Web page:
Former CIA director James "World War IV" Woolsey and retired Lt. Gen.-turned-FOX News military analyst Thomas McInerney have a piece in the Wall Street Journal today about North Korea. The basic thrust is that if we can't get China to pressure Kim Jong Il out of office, we should go and do that "regime change" thing there.
It is not reasonable to limit the use of force to a surgical strike destroying Yongbyon. Although the facility would need to be destroyed, the possible existence of another plutonium reprocessing plant or of uranium-enrichment facilities, or of plutonium hidden elsewhere, makes it infeasible to limit the use of force to such a single objective. Moreover, military action against North Korea must protect South Korea from certain attack (particularly from artillery just north of the DMZ that can reach Seoul). In short, we must be prepared to win a war, not execute a strike.McInerney is a retired Air Force general, so the reliance on "massive air power" isn't surprising and might even be right. But the astounding, amazing, "what the hell are they smoking?" line is this: these weapons can be tailored to incinerate the WMD and minimize radiation leakage. Excuse me? We're not talking about biological or chemical weapons here. Incinerate plutonium all you want, it's still radioactive!
U.S. and South Korean forces have spent nearly half a century preparing to fight and win such a war. We should not be intimidated by North Korea's much-discussed artillery. Around half of North Korea's 11,000-plus artillery pieces, some of them in caves, are in position to fire on Seoul. But all are vulnerable to stealth and precision weapons -- e.g., caves can be sealed by accurate munitions.
Massive air power is the key to being able both to destroy Yongbyon and to protect South Korea from attack by missile or artillery. There is a significant number of hardened air bases available in South Korea and the South Koreans have an excellent air force of approximately 550 modern tactical aircraft. The U.S. should begin planning immediately to deploy the Patriot tactical ballistic missile defense system plus Aegis ships to South Korea and Japan, and also to reinforce our tactical air forces by moving in several air wings and aircraft carrier battle groups, together with the all-important surveillance aircraft and drones.
The goal of the planning should be to be prepared on short notice both to destroy the nuclear capabilities at Yongbyon and other key North Korean facilities and to protect South Korea against attack by destroying North Korean artillery and missile sites. Our stealth aircraft, equipped with precision bombs, and cruise missiles will be crucial -- these weapons can be tailored to incinerate the WMD and minimize radiation leakage.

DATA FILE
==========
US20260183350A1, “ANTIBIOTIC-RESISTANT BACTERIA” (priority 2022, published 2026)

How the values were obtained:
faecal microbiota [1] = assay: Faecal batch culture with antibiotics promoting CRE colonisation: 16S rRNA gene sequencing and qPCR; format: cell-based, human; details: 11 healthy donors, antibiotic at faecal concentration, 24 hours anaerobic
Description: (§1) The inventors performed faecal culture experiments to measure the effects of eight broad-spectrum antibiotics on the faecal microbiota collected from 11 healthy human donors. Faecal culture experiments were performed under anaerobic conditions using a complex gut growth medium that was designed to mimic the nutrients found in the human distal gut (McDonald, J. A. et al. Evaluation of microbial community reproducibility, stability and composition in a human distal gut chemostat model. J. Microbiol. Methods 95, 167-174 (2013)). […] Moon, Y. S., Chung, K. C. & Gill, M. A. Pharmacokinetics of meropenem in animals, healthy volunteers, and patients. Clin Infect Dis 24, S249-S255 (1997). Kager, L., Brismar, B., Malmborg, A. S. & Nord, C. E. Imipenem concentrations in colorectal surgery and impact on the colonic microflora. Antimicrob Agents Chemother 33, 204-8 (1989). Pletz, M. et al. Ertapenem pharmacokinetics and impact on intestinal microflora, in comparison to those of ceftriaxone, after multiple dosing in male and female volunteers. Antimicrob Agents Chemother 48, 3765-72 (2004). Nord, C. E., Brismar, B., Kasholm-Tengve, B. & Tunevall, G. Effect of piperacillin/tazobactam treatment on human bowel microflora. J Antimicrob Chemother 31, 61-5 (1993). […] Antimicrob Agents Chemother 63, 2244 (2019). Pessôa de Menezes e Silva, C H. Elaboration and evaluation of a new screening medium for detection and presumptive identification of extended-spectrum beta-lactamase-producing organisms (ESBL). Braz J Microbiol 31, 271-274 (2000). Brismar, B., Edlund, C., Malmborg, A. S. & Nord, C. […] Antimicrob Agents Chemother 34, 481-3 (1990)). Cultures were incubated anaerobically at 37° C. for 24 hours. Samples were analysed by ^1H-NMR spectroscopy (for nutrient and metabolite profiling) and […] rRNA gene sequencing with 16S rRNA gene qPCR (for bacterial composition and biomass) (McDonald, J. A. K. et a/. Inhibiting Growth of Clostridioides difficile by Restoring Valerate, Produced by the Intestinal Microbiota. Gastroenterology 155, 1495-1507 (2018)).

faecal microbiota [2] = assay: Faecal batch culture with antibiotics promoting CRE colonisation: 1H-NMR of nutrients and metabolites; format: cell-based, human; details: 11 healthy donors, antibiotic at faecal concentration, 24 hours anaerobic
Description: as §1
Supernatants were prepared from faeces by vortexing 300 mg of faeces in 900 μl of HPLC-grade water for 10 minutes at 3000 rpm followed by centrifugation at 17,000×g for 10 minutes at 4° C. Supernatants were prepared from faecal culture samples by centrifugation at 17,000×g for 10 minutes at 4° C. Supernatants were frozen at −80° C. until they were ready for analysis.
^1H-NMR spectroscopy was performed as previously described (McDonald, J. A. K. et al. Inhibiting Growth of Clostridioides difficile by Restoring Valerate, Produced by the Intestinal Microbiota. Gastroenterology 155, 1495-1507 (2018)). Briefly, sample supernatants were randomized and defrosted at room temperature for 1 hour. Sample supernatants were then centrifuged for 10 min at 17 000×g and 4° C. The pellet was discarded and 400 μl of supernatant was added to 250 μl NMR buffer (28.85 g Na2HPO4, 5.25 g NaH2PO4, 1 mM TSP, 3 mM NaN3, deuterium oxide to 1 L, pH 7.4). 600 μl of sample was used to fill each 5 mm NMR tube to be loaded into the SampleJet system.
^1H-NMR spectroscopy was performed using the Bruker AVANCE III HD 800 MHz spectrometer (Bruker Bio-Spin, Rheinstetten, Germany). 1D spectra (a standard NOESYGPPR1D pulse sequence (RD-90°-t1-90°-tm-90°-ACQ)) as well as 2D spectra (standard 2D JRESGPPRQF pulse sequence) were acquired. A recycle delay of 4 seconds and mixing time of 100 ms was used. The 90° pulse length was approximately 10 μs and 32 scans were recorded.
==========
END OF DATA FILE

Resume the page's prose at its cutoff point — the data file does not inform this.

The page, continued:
Marine forces deployed off both coasts of North Korea could put both Pyongyang and Wonson at risk of rapid seizure, particularly given the fact that most of North Korea's armed forces are situated along the DMZ. With over 20 of the Army's 33 combat brigades now committed it would be necessary to call up additional Reserve and National Guard units. However, the U.S. forces that would have the greatest immediate effect are Expeditionary Air Forces and Carrier Battle Groups, most of which have now been removed from the Iraqi theater.Of course, there's nothing there about what would happen after the glorious triumph, but after watching the performances in Afghanistan and Iraq, that shouldn't come as much of a surprise.
The South Korean Army is well equipped to handle a counteroffensive into North Korea with help from perhaps two additional U.S. Army divisions, together with the above-mentioned Marine Expeditionary Force and dominant air power. We judge that the U.S. and South Korea could defeat North Korea decisively in 30 to 60 days with such a strategy. Importantly, there is "no doubt on the outcome" as the chairman of the JCS, Gen. Meyers, said at his reconfirmation hearing on July 26 to the Senate.What was it Santayana said? Something about "those who do not learn from history...?" This wonderful plan -- with "no doubt on the outcome" -- seems to assume that China would happily sit by and watch North Korea be overrun by the US and South Korea. Compared to that, the assumptions made by the right wingers about our little desert adventure in Iraq seem charmingly naive.